Picos del Guadiana

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Picos del Guadiana

The Lower Guadiana Valley contains striking geological formations caused by slow and relentless erosion. One interesting site of great geomorphological interest has been proposed as a natural monument: the Picos del Guadiana. This is a limestone outcrop where the vertically-arranged rock strata emerge from a cone of soft clay, forming a rock profile resembling the teeth of a saw. The more imaginative among us say that it is a fossil from a colossal dinosaur which died next to the river, without paying much attention to the fact that this river did not exist during the Jurassic period and that dinosaurs, although certainly enormous, did not grow quite that big.

In geological terms, the Lower Guadiana River is very young. Up until about 10,000 years ago its basin was home to a large saltwater lake, which was fed with water and sediment by the numerous streams that ran down from the Sierra Nevada and Filabres mountains and the Cazorla and Segura massif. The watercourse we see today was the result of a violent accident: perhaps one of the sides of the lake was broken by an earthquake, carving out deep ravines and leaving in its wake barren wastelands of clay soils full of gypsum and salts, boulders and sand from the sea; an environment which would have made it difficult for the creatures that lived there to survive.

The depression that bears the name of the river is the most arid area in the province and one of the driest in Europe, with annual rainfall that very rarely exceeds 250 mm. The result is of a compelling and beautiful semi-desert landscape populated by steppe plants that are highly adapted to living in this environment, mainly consisting of herbs and small shrubs. They possess striking biological features and more than half the species in the area are endemic, having an extremely reduced geographical distribution. This remarkable biological exclusivity is only comparable to that of the high Baetic mountain areas, where the majority of the park's best-known endemic species are to be found.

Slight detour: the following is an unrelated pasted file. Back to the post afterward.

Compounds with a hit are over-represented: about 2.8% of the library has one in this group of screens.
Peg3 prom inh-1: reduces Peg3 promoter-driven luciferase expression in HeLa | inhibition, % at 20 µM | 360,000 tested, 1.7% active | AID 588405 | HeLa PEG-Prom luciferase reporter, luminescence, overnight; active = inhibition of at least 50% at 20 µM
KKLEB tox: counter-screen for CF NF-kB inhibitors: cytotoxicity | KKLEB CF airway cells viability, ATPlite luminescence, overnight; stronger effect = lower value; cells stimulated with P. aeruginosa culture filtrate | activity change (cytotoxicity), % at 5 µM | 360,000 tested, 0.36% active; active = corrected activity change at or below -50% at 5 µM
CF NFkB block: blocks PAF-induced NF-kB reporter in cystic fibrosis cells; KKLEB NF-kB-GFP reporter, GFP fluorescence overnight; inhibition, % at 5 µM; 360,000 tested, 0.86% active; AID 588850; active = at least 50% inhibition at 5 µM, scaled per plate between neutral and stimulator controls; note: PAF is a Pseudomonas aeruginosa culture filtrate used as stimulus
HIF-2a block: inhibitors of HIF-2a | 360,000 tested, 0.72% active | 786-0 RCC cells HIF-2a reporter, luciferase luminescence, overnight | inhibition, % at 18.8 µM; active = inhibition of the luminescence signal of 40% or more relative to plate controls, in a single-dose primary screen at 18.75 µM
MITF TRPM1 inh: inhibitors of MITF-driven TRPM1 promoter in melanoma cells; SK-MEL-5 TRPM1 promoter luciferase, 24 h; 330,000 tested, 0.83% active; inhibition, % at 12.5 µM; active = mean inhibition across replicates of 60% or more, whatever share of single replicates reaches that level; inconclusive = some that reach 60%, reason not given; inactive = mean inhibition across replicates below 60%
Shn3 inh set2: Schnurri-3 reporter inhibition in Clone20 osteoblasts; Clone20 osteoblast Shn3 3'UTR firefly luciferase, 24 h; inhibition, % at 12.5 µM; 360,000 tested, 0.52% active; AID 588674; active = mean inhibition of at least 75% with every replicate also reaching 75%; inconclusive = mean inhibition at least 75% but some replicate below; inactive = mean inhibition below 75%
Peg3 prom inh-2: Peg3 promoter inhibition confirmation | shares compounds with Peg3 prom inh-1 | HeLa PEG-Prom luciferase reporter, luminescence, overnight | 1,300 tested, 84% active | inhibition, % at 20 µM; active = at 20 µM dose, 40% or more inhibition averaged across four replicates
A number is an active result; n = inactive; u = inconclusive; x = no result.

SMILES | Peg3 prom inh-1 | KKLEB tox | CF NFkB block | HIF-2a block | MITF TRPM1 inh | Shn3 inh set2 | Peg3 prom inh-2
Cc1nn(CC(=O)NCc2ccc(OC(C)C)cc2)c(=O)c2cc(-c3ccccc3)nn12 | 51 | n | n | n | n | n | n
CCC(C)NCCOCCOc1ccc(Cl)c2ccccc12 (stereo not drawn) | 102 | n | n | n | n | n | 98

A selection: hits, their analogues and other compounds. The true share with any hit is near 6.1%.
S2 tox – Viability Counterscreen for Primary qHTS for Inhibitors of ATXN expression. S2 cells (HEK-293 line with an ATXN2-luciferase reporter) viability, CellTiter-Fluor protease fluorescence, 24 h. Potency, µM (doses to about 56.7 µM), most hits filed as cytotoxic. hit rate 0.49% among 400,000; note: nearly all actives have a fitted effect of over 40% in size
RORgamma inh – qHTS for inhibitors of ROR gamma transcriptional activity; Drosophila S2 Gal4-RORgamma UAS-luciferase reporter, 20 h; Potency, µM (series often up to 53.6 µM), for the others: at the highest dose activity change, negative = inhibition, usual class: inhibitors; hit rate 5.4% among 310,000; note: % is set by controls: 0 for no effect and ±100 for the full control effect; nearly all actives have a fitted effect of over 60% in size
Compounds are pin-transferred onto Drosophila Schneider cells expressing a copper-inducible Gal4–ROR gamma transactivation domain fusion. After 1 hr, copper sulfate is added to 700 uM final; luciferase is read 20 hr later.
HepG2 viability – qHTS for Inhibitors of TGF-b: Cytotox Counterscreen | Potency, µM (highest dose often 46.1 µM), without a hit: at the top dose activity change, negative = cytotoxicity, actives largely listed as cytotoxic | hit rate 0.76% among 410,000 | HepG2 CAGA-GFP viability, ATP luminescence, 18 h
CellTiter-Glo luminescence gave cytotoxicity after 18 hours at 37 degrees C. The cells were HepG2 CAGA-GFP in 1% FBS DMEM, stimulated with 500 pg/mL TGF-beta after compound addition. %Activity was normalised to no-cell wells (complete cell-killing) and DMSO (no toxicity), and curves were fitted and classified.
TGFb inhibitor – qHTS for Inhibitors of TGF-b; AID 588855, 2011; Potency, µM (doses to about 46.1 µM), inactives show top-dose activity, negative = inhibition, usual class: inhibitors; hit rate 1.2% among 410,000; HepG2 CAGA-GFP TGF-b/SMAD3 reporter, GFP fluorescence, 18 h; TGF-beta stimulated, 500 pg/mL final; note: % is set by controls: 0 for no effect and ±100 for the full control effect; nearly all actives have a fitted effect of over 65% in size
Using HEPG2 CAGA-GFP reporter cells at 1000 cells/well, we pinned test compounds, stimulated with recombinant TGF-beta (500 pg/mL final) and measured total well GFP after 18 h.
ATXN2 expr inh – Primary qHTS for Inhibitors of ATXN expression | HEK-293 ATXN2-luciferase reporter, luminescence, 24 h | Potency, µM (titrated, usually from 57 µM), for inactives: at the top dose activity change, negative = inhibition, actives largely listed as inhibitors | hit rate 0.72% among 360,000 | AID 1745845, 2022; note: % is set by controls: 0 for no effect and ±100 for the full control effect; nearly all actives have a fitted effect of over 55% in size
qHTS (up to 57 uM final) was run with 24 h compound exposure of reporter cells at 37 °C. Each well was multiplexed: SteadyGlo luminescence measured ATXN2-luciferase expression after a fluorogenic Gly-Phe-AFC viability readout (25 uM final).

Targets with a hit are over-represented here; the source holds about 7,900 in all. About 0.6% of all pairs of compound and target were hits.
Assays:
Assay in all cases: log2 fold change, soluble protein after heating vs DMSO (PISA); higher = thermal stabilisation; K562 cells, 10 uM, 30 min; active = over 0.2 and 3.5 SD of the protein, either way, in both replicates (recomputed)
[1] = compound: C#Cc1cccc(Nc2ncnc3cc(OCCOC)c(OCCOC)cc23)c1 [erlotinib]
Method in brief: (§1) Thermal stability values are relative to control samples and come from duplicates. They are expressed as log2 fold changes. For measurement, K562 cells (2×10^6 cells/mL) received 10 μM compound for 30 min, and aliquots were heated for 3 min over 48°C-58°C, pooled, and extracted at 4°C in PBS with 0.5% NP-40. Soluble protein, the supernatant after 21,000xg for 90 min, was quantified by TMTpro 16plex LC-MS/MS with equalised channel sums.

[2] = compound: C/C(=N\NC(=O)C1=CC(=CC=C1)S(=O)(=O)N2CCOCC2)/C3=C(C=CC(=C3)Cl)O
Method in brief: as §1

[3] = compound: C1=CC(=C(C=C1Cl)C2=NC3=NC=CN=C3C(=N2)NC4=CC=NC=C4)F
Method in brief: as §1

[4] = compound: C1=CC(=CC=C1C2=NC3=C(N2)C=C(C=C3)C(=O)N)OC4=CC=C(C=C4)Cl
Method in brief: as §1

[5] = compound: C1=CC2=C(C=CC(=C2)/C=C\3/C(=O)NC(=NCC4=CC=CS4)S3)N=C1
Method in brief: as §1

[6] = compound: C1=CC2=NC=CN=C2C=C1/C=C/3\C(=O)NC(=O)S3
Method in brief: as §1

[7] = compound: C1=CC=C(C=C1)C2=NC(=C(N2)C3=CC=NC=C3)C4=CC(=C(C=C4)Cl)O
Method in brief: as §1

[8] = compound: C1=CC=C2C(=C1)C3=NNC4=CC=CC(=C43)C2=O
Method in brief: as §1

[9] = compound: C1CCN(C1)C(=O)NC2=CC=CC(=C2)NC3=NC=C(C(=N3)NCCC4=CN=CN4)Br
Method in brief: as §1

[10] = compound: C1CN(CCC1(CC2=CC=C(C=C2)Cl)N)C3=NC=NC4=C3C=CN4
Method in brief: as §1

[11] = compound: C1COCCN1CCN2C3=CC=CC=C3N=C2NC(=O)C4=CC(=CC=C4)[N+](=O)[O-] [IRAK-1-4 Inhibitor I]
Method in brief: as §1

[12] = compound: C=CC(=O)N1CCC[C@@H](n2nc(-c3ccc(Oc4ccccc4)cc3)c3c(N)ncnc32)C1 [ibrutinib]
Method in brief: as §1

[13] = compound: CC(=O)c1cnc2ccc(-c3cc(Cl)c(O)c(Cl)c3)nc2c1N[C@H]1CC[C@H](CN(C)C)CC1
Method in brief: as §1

We recommend…

  • Completing the Ruta del Desierto ("Desert Trail"), details of which can be found in the Hinojares Tourist Guide.
  • Visiting the Mirador del Lirio, a viewing point affording breathtaking panoramas of the valley and the park’s desert. It can be reached following the signs from the village of Fontana, which is about 5 kilometres from Pozo Alcón.
  • Other interesting spots in this area include the Iberian necropolis of Castellones de Ceal, near the village of Ceal, and Salinilla de Chillar, very close to Hinojares.



To visit the Picos del Guadiana and the sub-desert area of the park in the Lower Guadiana Valley, take the A-315 connecting Huesa with Pozo Alcón and Hinojares. The Picos del Guadiana viewing point is located at the beginning of this outcrop, in a section where the aforementioned road widens, about 14 kilometres from Hinojares and 19 kilometres from Pozo Alcón.

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